Hacking his way into the movie biz Film: First-timer's crude slasher flick 'Handyman' wins notice.

November 29, 1997|By Chris Kaltenbach | Chris Kaltenbach,SUN STAFF

One guy gets shot through the head. Another gets his fingers sliced off. A third gets barbecued in his back yard. And a fourth ... let's just say his insides end up where they're not supposed to be.

This is "Handyman," a twisted first film from Baltimore attorney Joel Denning. It may sound grisly and look amateurish, but it may land him a distribution deal, an appearance by the lead character at next year's Cannes Film Festival and maybe a foothold in the movie biz.

"I realize the movie is what it is, a first-time movie," says Denning, 39, who's spent five years taking postgraduate film courses at Towson University. "But it was a lot of fun to make."

City residents with cable TV can check out Denning's two-hour flick on pay-per-view, Channel 76. Everyone else interested in seeing what happens when a Vietnam vet gets pushed a little too far (he's already got a mechanical hand, hence the film's name) can see it next weekend at Fells Point's Orpheum Theater.

The idea that became "Handyman," Denning says, was "cooked up over several beers at the Charles Village pub." His friend, Jack McClernan, pitched the idea of making their "hero" a young war vet whose hand has been ruined. Denning built on that by suggesting the man be older, with a young daughter whose career as a violinist is ruined by a drunk doctor.

It's that malpractice that prompts Handyman's rampage, leaving the Baltimore police with some pretty gruesome murders to solve.

Shifting the focus from the father to the daughter, Denning says, "gave the story a little more depth." Making the man older, he adds, enabled McClernan to play him. McClernan's other qualification was that he was always available.

The writing, Denning says, took just a few weeks (McClernan gets script credit). Filming took place over 17 weekends at scattered spots throughout the city and Baltimore and Harford counties.

The resulting film has everything: loaded guns and bare breasts, robbers in Clinton masks and women named Helga who give massages, cute little girls (Denning's two daughters) and homeless men who double as streetcorner philosophers, corrupt judges and lawyers with ponytails.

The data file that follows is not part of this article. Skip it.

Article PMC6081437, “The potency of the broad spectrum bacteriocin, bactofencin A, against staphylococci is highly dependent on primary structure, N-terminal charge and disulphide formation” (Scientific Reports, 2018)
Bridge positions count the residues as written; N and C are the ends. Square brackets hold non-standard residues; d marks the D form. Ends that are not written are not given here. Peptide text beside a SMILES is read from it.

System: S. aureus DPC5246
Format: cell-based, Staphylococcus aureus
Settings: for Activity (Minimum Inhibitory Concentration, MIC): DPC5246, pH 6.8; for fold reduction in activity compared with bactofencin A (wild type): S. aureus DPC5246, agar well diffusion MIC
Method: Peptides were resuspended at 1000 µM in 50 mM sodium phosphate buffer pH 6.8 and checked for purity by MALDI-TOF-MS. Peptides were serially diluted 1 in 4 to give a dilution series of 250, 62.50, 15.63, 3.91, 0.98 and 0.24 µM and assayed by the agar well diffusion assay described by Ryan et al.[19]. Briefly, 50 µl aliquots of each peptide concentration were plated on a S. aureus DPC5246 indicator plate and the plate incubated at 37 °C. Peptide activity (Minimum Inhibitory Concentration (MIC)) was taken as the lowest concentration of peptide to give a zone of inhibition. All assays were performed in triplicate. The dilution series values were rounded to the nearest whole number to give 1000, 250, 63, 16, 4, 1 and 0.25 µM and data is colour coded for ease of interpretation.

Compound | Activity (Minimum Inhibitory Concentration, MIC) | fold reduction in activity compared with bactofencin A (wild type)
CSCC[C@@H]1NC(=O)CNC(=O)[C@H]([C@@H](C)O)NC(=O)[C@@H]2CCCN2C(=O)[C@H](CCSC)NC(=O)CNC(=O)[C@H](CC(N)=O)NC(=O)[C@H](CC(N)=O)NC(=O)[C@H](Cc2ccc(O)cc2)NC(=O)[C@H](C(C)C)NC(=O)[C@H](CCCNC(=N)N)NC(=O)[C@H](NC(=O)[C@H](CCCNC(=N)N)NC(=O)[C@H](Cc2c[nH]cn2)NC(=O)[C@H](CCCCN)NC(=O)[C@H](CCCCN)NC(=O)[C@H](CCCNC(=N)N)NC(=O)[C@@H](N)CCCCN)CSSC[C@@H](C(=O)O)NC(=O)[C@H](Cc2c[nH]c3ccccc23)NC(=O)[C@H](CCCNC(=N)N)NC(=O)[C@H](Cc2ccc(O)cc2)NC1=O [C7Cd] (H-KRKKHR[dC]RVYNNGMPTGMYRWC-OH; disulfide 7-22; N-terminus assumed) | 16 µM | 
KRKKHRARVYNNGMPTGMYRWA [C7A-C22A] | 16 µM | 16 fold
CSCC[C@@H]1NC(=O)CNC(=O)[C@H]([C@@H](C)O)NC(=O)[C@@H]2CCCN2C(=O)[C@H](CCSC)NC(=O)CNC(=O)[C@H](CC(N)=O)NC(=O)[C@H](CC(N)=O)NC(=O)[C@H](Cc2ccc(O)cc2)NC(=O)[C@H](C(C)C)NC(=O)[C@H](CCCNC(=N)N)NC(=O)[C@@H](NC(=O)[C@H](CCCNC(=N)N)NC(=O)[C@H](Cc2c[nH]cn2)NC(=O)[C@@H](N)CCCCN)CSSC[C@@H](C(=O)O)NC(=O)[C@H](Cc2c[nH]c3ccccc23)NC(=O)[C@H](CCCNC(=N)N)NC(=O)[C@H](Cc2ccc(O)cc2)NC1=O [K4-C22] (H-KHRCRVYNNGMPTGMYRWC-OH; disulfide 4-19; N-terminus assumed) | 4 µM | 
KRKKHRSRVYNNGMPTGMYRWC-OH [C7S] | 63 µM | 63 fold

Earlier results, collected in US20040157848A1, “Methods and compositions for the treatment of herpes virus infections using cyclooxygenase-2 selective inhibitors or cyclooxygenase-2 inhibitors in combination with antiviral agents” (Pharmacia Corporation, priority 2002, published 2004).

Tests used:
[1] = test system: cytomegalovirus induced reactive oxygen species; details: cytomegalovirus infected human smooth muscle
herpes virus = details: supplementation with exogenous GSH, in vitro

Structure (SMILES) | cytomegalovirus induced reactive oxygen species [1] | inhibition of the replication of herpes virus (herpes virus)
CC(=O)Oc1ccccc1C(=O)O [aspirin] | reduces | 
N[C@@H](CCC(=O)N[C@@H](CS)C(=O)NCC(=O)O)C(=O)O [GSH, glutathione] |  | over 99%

The combination was enough to interest TROMA film distributors (whose other films include "Toxic Avenger" and "Killer Condom"), who have told Denning they will send an actor dressed as Handyman to Cannes next year if Denning signs with them.

"Handyman" is decidedly low-budget; the entire movie cost less than $20,000. In addition to directing, Denning did all the cinematography, often having to run the camera, turn on the sound and prompt the actors all by himself.

"That explains why some of the shots are a little bit static," he says. Also why some of the actors seem to be standing around, waiting for their cues, and why the sound tends to come and go.

Still, Denning is proud of his creation, and "Handyman" certainly should appeal to those whose tastes tend toward schlock: there's gore (the handyman is not a subtle guy), and there's sex, including a final scene set in a go-go bar that really doesn't have much to do with the rest of the film.

The first-time filmmaker, who spends his days as a bankruptcy lawyer for the law firm of Stephen L. Miles, is confident "Handyman" is just the start. He and his crew are set to begin two more films, a comedy and a sci-fi flick reminiscent, he says, of "The X-Files." He's even got his first big production planned, a legal drama he hopes to film in late 1998 or 1999. "We hope to have gotten our school-of-hard-knocks learning behind us enough by then," he says.


On pay-per-view, channel 76. To order, check your cable guide for instructions. The film will also be shown at the Orpheum Theater: 11: 30 p.m. Dec. 5, ; 6 p.m. and 11: 30 p.m. Dec. 6; 6 Dec. 7.

Pub Date: 11/29/97

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